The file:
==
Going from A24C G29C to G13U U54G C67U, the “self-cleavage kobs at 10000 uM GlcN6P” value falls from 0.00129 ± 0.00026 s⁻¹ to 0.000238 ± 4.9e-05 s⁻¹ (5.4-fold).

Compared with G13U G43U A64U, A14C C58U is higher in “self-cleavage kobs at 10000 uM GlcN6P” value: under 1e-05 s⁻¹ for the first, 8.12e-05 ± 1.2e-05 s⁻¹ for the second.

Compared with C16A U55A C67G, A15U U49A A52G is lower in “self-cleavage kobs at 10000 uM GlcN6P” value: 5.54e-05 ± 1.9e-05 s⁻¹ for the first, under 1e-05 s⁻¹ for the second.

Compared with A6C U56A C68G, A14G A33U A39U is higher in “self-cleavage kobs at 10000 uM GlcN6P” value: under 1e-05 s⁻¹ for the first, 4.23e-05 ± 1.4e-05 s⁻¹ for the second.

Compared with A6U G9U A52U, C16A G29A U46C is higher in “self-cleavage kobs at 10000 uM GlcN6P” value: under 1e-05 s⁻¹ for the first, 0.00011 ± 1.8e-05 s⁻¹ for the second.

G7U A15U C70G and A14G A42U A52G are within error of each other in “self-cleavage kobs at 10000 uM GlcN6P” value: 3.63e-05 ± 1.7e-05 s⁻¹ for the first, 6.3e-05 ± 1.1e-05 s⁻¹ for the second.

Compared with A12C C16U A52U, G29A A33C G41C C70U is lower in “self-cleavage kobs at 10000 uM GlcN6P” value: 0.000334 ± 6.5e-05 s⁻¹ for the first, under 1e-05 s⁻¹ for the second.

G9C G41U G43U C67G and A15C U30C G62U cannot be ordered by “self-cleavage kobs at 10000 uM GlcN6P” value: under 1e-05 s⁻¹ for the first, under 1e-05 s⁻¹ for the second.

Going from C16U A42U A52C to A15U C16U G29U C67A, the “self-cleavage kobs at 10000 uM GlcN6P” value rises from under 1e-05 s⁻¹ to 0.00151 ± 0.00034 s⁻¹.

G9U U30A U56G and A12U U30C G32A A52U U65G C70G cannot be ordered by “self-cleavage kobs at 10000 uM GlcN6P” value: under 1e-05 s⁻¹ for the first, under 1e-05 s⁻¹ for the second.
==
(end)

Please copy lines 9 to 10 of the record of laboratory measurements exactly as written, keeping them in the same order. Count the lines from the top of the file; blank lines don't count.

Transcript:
Going from C16U A42U A52C to A15U C16U G29U C67A, the “self-cleavage kobs at 10000 uM GlcN6P” value rises from under 1e-05 s⁻¹ to 0.00151 ± 0.00034 s⁻¹.

G9U U30A U56G and A12U U30C G32A A52U U65G C70G cannot be ordered by “self-cleavage kobs at 10000 uM GlcN6P” value: under 1e-05 s⁻¹ for the first, under 1e-05 s⁻¹ for the second.